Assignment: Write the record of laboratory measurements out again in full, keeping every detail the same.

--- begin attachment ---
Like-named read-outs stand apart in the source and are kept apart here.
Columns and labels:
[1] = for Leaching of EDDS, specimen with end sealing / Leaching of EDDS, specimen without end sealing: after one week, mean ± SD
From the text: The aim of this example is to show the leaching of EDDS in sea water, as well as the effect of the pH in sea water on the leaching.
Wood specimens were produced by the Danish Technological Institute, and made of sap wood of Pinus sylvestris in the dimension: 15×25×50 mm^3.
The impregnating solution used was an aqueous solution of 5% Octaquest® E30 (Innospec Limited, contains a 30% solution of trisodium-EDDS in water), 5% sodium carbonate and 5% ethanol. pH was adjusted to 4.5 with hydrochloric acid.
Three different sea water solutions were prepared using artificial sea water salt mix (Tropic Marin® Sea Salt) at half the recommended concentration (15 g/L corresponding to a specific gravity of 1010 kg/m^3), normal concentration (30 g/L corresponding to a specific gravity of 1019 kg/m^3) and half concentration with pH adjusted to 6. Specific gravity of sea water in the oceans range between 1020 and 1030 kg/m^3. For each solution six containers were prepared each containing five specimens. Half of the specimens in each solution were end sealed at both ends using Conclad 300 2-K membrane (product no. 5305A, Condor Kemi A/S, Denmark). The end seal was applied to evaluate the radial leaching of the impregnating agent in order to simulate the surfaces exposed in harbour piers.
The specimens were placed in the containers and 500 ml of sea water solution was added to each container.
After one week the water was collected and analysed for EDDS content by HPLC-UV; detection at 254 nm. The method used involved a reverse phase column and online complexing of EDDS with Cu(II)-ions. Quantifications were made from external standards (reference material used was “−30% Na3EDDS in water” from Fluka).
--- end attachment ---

Like-named read-outs stand apart in the source and are kept apart here.
Columns and labels:
[1] = for Leaching of EDDS, specimen with end sealing / Leaching of EDDS, specimen without end sealing: after one week, mean ± SD
From the text: The aim of this example is to show the leaching of EDDS in sea water, as well as the effect of the pH in sea water on the leaching.
Wood specimens were produced by the Danish Technological Institute, and made of sap wood of Pinus sylvestris in the dimension: 15×25×50 mm^3.
The impregnating solution used was an aqueous solution of 5% Octaquest® E30 (Innospec Limited, contains a 30% solution of trisodium-EDDS in water), 5% sodium carbonate and 5% ethanol. pH was adjusted to 4.5 with hydrochloric acid.
Three different sea water solutions were prepared using artificial sea water salt mix (Tropic Marin® Sea Salt) at half the recommended concentration (15 g/L corresponding to a specific gravity of 1010 kg/m^3), normal concentration (30 g/L corresponding to a specific gravity of 1019 kg/m^3) and half concentration with pH adjusted to 6. Specific gravity of sea water in the oceans range between 1020 and 1030 kg/m^3. For each solution six containers were prepared each containing five specimens. Half of the specimens in each solution were end sealed at both ends using Conclad 300 2-K membrane (product no. 5305A, Condor Kemi A/S, Denmark). The end seal was applied to evaluate the radial leaching of the impregnating agent in order to simulate the surfaces exposed in harbour piers.
The specimens were placed in the containers and 500 ml of sea water solution was added to each container.
After one week the water was collected and analysed for EDDS content by HPLC-UV; detection at 254 nm. The method used involved a reverse phase column and online complexing of EDDS with Cu(II)-ions. Quantifications were made from external standards (reference material used was “−30% Na3EDDS in water” from Fluka).